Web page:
I created a suggestion here

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William Gabriel | Forum Activity | Replied: Thu, Jul 2 2015 8:01 AM

Andrew Batishko (Faithlife):

 It sounds to me that your desired hierarchical structure is different than that chosen by the people that put together the BSL. They were attempting to represent certain structures while you are desiring different ones. This is a really common problem with any kind of semantic hierarchy.

I believe the semantic tree that was created has a good structure. I think we need another dimension, another tree that organizes along senses that make sense to group together. So you might have a new branch "Pray" that points to all the leaves that are in disparate branches of the current tree. You may have a new branch "House" that points to all the varied uses of House, even though they might be radically different in semantic meaning.

I know this would be another large undertaking, both in coding and tagging, but I think average Bible study users (raising my hand here) would get tremendous benefit from having datasets that track with common thinking.

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MJ. Smith | Forum Activity | Replied: Thu, Jul 2 2015 11:10 AM

William Gabriel:

I believe the semantic tree that was created has a good structure. I think we need another dimension, another tree that organizes along senses that make sense to group together. So you might have a new branch "Pray" that points to all the leaves that are in disparate branches of the current tree. You may have a new branch "House" that points to all the varied uses of House, even though they might be radically different in semantic meaning.

I know this would be another large undertaking, both in coding and tagging, but I think average Bible study users (raising my hand here) would get tremendous benefit from having datasets that track with common thinking.

What is necessary for this to work is for you to define the additional semantic relationships you want captured. Otherwise it ceases to be a semantic lexicon.  Or do you mean expanding the currently relationships to allow "multiple inheritance" i.e. removing the hierarchy restriction and allowing networks of meaning? Or put another way "senses that make sense to group together" needs to be defined as to why it makes sense to group them together otherwise it becomes private. By this I mean I group together a Christmas cactus, a Dresden china tea cup and a white porcelain angel - everyone in my immediate family would instantly recognize the category as "things I was given before age 10 by important unrelated women in my life". That is a meaningful group but it is neither semantic nor public.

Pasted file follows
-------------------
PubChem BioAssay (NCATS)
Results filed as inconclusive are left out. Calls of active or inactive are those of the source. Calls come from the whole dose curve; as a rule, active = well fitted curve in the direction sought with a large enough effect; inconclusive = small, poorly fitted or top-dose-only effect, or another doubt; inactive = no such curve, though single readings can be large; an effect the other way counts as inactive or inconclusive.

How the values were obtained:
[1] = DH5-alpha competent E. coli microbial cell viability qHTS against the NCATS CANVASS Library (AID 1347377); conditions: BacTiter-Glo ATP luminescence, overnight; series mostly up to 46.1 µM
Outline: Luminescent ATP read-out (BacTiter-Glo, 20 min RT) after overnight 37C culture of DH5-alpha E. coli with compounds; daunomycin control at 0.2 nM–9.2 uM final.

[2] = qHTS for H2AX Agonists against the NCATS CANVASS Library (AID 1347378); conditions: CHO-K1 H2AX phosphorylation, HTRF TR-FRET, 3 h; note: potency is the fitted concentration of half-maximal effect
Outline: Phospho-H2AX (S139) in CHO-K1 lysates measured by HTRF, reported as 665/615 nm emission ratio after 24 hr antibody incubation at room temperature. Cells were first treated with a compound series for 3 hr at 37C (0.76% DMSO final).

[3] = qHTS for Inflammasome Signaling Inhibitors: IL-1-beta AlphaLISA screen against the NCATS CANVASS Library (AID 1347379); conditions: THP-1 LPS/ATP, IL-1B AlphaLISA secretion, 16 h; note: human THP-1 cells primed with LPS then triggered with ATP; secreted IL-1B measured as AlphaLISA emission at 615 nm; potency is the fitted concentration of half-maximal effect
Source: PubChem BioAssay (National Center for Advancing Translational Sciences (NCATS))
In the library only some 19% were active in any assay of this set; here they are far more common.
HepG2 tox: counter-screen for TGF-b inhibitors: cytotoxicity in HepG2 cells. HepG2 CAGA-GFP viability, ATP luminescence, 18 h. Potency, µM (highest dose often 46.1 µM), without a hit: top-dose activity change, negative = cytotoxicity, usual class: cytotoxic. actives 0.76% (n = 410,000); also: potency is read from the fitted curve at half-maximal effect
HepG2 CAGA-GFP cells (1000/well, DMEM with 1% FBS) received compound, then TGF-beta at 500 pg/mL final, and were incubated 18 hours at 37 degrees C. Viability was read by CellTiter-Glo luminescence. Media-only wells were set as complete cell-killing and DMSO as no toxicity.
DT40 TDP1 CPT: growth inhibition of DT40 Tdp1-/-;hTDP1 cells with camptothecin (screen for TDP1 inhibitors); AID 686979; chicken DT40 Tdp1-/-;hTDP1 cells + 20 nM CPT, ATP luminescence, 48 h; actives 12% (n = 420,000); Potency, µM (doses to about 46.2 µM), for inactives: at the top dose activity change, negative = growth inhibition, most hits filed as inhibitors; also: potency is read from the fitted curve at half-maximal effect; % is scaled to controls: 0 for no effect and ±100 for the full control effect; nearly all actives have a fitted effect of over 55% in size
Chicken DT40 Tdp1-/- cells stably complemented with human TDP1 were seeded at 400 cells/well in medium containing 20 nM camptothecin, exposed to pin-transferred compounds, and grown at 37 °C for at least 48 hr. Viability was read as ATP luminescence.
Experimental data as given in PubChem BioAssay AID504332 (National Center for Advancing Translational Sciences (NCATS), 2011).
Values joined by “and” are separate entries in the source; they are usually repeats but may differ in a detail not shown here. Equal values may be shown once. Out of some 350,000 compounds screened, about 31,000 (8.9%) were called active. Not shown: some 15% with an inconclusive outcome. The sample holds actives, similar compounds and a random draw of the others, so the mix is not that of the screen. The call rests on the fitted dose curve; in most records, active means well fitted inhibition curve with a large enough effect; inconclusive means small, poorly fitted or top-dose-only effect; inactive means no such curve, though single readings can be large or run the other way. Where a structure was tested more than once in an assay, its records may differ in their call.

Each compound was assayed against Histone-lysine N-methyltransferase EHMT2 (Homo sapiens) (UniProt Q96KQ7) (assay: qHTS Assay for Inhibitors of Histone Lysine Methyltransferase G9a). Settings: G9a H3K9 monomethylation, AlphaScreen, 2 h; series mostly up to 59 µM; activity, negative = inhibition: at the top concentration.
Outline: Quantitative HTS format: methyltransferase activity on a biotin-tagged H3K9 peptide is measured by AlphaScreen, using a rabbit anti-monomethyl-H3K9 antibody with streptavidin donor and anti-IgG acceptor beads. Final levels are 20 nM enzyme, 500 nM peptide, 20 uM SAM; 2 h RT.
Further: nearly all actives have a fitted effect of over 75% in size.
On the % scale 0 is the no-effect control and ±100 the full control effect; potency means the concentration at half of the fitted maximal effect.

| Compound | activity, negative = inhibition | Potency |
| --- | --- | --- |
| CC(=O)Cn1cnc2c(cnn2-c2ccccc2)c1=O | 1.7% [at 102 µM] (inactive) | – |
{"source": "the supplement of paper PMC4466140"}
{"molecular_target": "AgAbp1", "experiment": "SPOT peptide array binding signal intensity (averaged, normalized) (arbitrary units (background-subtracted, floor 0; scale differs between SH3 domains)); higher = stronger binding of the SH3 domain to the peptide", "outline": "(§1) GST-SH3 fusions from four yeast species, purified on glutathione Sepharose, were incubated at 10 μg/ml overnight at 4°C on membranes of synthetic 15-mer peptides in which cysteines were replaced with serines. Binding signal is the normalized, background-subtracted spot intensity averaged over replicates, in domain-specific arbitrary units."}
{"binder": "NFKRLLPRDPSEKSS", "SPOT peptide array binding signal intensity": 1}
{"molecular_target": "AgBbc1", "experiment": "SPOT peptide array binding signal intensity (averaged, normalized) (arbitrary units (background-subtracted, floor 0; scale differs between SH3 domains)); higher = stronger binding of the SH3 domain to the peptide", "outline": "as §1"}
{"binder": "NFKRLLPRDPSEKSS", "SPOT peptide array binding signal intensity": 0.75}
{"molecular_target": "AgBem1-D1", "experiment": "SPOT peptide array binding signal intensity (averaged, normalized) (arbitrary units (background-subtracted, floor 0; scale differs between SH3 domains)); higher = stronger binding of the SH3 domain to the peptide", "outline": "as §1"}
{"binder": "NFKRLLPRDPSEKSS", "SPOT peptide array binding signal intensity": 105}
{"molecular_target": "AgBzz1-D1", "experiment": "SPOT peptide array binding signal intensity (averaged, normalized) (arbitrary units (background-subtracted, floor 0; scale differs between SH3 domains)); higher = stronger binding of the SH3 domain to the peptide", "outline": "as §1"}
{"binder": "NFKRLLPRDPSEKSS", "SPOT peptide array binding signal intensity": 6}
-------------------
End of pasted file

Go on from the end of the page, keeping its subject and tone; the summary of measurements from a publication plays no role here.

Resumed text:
That said, I believe that the Bible sense lexicon should be a network not a hierarchy and would like to see the kinds of semantic relationships represented expanded.

Orthodox Bishop Hilarion Alfeyev: "To be a theologian means to have experience of a personal encounter with God through prayer and worship."

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MJ. Smith:
That said, I believe that the Bible sense lexicon should be a network not a hierarchy and would like to see the kinds of semantic relationships represented expanded.

It is a network: for example, "cognitive content" relates to "internal feature" via two different paths.

logos4:Senses;KeyId=ws.cognitive_content.n.01

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MJ. Smith | Forum Activity | Replied: Thu, Jul 2 2015 1:13 PM